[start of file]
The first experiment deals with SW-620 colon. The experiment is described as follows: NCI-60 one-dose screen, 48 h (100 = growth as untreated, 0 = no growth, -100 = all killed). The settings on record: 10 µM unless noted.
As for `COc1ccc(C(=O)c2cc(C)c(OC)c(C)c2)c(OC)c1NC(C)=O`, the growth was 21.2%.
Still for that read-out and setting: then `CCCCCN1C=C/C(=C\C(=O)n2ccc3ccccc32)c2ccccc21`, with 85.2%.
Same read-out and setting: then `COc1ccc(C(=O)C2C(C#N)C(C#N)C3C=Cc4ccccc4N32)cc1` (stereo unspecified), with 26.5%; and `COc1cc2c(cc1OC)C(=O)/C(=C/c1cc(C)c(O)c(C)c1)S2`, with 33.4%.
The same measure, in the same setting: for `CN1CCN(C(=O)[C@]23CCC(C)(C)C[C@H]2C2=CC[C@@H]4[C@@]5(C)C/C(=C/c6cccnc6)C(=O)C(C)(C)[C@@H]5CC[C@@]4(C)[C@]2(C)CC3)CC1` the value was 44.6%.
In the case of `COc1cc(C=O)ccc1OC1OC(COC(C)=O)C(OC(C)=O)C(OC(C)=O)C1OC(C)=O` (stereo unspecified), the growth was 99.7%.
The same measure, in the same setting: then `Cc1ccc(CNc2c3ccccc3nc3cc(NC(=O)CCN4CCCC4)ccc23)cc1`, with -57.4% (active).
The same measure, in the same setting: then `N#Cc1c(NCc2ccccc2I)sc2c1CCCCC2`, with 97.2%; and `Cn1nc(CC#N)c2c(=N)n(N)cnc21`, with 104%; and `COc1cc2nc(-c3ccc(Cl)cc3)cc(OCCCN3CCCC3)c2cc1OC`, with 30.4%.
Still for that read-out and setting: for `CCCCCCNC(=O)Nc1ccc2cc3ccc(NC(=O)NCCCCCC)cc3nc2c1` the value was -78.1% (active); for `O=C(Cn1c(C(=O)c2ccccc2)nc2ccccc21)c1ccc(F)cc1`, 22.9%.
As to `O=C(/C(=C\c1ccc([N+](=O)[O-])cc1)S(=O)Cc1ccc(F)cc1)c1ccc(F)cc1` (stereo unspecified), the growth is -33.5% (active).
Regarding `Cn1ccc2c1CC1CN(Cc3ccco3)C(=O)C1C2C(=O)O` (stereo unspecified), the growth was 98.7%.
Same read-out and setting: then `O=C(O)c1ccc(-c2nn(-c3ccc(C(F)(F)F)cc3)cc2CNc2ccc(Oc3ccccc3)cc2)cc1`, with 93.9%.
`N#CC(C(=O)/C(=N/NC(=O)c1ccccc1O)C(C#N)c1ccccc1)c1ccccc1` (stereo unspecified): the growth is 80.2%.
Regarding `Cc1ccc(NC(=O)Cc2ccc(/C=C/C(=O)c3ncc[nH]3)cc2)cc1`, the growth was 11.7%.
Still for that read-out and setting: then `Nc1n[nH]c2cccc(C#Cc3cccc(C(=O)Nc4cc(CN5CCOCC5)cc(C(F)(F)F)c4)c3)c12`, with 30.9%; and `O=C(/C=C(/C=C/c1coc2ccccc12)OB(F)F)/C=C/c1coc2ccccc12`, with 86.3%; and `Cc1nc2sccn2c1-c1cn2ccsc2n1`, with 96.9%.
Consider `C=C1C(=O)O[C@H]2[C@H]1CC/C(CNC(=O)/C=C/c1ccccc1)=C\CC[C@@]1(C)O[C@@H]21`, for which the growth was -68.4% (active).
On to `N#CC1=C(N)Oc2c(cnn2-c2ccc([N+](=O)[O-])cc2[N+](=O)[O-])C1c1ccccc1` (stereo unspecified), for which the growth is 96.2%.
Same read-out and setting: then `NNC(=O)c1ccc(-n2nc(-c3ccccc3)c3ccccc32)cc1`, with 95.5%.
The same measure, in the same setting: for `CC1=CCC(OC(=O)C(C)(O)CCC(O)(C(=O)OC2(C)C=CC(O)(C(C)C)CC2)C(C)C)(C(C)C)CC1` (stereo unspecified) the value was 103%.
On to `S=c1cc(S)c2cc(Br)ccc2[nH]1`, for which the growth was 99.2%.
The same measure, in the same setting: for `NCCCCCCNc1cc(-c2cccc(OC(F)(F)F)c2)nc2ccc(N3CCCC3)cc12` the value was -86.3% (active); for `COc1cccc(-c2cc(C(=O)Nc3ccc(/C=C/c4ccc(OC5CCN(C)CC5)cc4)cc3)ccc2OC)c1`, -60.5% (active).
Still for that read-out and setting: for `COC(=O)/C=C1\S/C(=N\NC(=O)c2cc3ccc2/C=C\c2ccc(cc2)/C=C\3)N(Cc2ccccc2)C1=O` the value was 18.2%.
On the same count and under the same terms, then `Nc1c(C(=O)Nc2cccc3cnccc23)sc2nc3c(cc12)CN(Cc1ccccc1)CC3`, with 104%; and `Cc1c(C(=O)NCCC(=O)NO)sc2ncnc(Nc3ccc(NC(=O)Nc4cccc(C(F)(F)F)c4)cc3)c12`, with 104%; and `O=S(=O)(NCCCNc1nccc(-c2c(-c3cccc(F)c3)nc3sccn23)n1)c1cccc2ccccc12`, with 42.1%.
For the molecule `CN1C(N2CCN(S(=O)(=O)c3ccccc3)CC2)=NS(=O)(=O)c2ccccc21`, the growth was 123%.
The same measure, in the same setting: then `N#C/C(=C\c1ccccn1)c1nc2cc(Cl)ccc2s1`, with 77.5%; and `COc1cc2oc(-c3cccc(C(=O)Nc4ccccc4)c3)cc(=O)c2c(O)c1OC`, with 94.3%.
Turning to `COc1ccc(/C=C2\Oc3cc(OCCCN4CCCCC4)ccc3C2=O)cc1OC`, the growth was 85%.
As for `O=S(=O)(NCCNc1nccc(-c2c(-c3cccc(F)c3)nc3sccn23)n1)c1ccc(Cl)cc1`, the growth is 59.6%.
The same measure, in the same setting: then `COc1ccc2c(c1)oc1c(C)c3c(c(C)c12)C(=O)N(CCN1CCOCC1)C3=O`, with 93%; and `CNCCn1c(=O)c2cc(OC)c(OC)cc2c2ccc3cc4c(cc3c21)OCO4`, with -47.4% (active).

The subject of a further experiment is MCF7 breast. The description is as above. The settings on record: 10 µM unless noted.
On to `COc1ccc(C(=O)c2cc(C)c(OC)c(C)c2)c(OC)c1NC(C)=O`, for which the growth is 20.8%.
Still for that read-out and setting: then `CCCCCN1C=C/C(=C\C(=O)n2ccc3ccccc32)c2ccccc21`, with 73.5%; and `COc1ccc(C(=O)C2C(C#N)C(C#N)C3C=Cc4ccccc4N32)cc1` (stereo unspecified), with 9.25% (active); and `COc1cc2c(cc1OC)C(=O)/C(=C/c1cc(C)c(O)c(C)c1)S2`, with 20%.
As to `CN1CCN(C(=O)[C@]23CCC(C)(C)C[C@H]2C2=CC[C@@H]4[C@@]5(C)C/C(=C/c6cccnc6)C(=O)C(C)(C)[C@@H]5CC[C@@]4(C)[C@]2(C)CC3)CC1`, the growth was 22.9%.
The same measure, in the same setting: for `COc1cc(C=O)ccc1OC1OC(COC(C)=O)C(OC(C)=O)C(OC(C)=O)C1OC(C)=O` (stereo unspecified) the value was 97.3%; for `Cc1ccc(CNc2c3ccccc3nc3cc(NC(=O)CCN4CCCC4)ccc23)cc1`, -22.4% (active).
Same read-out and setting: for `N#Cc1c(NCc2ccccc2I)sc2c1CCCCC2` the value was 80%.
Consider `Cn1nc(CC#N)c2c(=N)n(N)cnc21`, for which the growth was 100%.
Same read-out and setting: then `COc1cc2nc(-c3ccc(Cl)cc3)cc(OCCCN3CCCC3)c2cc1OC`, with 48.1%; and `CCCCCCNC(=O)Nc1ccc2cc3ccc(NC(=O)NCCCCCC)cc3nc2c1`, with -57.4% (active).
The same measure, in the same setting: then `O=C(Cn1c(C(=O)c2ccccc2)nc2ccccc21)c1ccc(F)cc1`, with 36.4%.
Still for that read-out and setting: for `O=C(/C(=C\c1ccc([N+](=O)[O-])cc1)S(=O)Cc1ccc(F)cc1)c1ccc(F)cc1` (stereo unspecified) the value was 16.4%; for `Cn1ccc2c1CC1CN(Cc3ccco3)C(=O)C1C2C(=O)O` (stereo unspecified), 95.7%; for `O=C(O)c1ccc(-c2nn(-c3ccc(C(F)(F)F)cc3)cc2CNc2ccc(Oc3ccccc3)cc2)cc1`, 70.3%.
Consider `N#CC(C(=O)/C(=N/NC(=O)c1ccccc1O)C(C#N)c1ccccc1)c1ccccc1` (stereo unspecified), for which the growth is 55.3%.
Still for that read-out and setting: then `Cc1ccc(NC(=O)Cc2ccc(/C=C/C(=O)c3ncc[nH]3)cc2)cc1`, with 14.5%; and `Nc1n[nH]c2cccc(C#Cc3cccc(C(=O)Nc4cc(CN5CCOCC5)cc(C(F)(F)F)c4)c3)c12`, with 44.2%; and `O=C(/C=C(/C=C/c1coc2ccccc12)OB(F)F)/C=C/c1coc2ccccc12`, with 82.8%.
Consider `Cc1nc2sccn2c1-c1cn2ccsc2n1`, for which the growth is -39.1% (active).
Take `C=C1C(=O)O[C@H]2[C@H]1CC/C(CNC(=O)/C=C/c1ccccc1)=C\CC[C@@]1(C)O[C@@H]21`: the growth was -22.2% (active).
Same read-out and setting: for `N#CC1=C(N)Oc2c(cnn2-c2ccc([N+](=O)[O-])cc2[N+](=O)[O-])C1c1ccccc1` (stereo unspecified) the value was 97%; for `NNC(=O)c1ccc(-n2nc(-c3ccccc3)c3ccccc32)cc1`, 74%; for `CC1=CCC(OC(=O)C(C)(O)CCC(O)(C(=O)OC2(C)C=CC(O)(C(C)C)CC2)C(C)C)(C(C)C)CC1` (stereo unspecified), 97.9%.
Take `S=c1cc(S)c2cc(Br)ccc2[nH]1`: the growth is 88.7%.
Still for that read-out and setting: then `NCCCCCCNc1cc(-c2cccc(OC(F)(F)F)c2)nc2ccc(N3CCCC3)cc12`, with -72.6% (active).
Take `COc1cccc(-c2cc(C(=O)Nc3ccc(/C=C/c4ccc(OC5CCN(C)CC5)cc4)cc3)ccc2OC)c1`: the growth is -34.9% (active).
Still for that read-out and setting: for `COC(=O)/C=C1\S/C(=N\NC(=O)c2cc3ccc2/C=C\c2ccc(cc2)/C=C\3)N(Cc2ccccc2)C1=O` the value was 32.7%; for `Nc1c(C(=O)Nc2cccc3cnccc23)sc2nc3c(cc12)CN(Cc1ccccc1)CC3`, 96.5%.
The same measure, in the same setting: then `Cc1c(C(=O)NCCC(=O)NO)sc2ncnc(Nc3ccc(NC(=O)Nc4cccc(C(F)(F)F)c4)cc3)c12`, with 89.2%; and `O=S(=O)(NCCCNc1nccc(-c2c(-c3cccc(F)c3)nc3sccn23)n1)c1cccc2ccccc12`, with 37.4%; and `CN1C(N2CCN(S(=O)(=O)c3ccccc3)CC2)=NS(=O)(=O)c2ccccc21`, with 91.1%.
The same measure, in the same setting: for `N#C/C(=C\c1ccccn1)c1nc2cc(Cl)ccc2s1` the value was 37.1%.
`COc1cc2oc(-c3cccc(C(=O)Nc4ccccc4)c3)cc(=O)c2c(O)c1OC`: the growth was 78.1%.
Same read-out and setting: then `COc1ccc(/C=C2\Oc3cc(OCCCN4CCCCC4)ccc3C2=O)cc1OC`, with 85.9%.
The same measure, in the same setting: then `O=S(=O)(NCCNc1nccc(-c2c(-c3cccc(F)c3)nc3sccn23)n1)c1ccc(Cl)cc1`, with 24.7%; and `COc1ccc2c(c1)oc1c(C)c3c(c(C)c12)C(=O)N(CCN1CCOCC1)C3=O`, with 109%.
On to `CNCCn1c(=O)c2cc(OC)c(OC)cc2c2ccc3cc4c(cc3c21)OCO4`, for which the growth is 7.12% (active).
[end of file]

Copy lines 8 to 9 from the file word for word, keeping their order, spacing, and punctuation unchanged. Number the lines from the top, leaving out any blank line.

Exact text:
The same measure, in the same setting: then `N#Cc1c(NCc2ccccc2I)sc2c1CCCCC2`, with 97.2%; and `Cn1nc(CC#N)c2c(=N)n(N)cnc21`, with 104%; and `COc1cc2nc(-c3ccc(Cl)cc3)cc(OCCCN3CCCC3)c2cc1OC`, with 30.4%.
Still for that read-out and setting: for `CCCCCCNC(=O)Nc1ccc2cc3ccc(NC(=O)NCCCCCC)cc3nc2c1` the value was -78.1% (active); for `O=C(Cn1c(C(=O)c2ccccc2)nc2ccccc21)c1ccc(F)cc1`, 22.9%.